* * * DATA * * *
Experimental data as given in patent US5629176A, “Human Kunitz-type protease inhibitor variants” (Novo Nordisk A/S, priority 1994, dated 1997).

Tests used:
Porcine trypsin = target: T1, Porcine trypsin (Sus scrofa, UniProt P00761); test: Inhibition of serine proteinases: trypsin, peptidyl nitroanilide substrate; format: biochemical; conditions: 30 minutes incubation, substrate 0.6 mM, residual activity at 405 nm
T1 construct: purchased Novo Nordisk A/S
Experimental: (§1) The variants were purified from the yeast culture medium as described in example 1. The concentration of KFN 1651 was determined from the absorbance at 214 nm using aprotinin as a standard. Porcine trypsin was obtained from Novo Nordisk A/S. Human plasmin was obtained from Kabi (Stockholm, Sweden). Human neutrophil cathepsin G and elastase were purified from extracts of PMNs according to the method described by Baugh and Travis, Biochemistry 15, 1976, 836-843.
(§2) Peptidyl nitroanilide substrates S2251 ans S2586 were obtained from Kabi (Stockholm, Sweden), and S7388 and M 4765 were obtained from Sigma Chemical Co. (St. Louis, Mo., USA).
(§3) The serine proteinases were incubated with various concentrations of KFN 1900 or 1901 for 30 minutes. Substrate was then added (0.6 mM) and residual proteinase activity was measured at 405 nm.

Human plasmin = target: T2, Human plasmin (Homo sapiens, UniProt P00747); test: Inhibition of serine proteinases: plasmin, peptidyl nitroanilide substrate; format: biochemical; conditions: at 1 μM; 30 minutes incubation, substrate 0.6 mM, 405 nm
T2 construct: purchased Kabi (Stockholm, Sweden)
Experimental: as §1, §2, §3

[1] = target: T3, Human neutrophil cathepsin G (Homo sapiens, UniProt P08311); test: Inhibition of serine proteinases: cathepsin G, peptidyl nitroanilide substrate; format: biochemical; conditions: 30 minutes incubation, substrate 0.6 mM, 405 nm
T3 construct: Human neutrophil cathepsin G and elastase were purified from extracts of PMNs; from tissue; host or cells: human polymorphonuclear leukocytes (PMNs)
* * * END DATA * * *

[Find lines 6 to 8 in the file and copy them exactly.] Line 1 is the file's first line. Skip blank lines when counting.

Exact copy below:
(§2) Peptidyl nitroanilide substrates S2251 ans S2586 were obtained from Kabi (Stockholm, Sweden), and S7388 and M 4765 were obtained from Sigma Chemical Co. (St. Louis, Mo., USA).
(§3) The serine proteinases were incubated with various concentrations of KFN 1900 or 1901 for 30 minutes. Substrate was then added (0.6 mM) and residual proteinase activity was measured at 405 nm.

Human plasmin = target: T2, Human plasmin (Homo sapiens, UniProt P00747); test: Inhibition of serine proteinases: plasmin, peptidyl nitroanilide substrate; format: biochemical; conditions: at 1 μM; 30 minutes incubation, substrate 0.6 mM, 405 nm